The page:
“It’s time we get real and serious about this race,” Long said in a statement prior to the event. “My opponents spill out phony or shock-the-conscience talking points to try and make themselves seem conservative. I’m the one candidate in this race that has been consistently and reliably conservative.”
In an interview with The Missouri Times following the event, Long said he plans to visit every county and county courthouse in Missouri as he campaigns. He said he will also attend as many events and local GOP meetings as his schedule will allow and called for a debate among the Republican candidates.
Aside from Long, Congresswoman Vicky Hartzler, Attorney General Eric Schmitt, former Gov. Eric Greitens, state Sen. Dave Schatz, and attorney Mark McCloskey are all vying for the Republican nomination to replace outgoing Senator Roy Blunt.
“I don’t see any of the Erics on the campaign trail anywhere. I think it’s time they start campaigning in Missouri, and we can have discussions and debate,” Long said. “I’m working the ground game, and they’re working the 30,000-foot game. I plan on building grassroots support and that’s why I have Kimberly’s backing and a couple of other ladies who attended today who work with Moms for America.”
Kimberly Fletcher, president and founder of Moms for America, joined Long in Southwest Missouri Tuesday to announce her backing of the congressman. Fletcher said Long would be a “fighter” for Missourians in Washington, D.C.
Moms for America is a nonprofit organization that promotes “the principles of liberty and virtue … in the home and family, particularly through the women and mothers of America,” according to its website. Fletcher was recently subpoenaed by the House committee investigating the Jan. 6 riots.
Long said he planned to be the first in line to officially file to run in the race, promising those gathered at the White River Conference Center that he’s “in it to win it.”
But as he promised to “get real” about the race, Long also took the time to castigate his fellow GOP candidates.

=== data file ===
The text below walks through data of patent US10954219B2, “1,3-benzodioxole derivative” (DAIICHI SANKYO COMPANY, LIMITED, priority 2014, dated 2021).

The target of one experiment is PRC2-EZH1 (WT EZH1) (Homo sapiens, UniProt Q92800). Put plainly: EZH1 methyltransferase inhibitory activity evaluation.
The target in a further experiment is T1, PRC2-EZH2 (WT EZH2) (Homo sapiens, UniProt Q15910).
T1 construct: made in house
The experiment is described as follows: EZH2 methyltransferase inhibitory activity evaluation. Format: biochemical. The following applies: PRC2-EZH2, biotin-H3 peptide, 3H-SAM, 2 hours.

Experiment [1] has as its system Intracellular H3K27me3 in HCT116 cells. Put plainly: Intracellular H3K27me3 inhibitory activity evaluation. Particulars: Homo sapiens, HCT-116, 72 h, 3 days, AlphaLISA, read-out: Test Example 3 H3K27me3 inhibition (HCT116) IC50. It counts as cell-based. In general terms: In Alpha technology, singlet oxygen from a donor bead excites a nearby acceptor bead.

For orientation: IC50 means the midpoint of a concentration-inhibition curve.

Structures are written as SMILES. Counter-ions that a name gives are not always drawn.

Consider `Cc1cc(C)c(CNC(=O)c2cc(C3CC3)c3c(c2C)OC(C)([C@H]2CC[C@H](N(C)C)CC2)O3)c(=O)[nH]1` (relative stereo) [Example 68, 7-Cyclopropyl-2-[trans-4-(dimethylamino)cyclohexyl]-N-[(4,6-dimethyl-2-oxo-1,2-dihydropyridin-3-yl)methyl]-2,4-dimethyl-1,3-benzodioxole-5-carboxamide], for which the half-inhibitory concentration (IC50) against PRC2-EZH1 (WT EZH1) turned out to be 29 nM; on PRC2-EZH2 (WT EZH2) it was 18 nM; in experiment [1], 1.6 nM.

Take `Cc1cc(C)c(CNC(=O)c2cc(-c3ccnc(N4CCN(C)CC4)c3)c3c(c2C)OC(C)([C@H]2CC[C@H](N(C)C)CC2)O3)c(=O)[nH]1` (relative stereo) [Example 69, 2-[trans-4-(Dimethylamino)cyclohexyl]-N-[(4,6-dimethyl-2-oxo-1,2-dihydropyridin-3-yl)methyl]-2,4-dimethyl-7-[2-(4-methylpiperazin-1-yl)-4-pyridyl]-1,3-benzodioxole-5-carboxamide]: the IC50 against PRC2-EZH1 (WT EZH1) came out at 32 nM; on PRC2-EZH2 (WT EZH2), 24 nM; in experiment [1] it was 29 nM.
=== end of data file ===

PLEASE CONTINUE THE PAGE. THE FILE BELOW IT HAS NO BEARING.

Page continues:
Long called Greitens a “pretty unremarkable governor” and said internal polling showed a majority of voters unable to identify “one single accomplishment” from his time as Missouri’s chief executive.
“It’s OK to fly at 30,000 feet and campaign all over the United States and not show up in Missouri, not come to Lincoln Days, not come to Pachyderm Club, and maybe that’s the way you get elected. Maybe you look better from afar,” Long said.
“His problems were not a witchhunt. His problems were those he brought on himself,” Long continued. “Eric Greitens is fighting for himself, and I’m fighting for you all. … Nobody wants Eric Greitens to be the nominee more than [Senate Majority Leader] Chuck Schumer and our president.”
Long criticized Attorney General Eric Schmitt for his support of initiatives that would have supported Chinese businesses, such as the since-defunct plan to use tax credits to entice China to build a hub a the Lambert-St. Louis International Airport. He also took a jab at Schmitt’s lawsuits, quipping that he calls him “Dr. Suess because he sues everybody.”
And as for Congresswoman Vicky Hartzler, Long said he had a higher rating among conservative groups like the American Conservative Union than her.
Moms for American coming to Missouri
During the event, Fletcher announced Moms for America would be relocating its headquarters to the 7th congressional district. On its website, the group lists Englewood, Ohio, as its national corporate address.
“The reason why is because as I’ve been down in this area, not only is it absolutely beautiful … it is a place that loves America,” Fletcher said.
Long said he encouraged those running to replace him in the 7th congressional district to attend his event Tuesday to meet with Fletcher. He said former Sen. Jay Wasson and Sam Alexander were in attendance and said he did not plan to endorse in the race.
“We need fighters in Washington, D.C., and I need fighters for me on this campaign, and Kimberly Fletcher is going to be a fighter,” Long said.
Kaitlyn Schallhorn was the editor in chief of The Missouri Times from 2020-2022. She joined the newspaper in early 2019 after working as a reporter for Fox News in New York City.
Throughout her career, Kaitlyn has covered political campaigns across the U.S., including the 2016 presidential election, and humanitarian aid efforts in Africa and the Middle East.
She is a native of Missouri who studied journalism at Winthrop University in South Carolina. She is also an alumna of the National Journalism Center in Washington, D.C.
Contact Kaitlyn at email@example.com.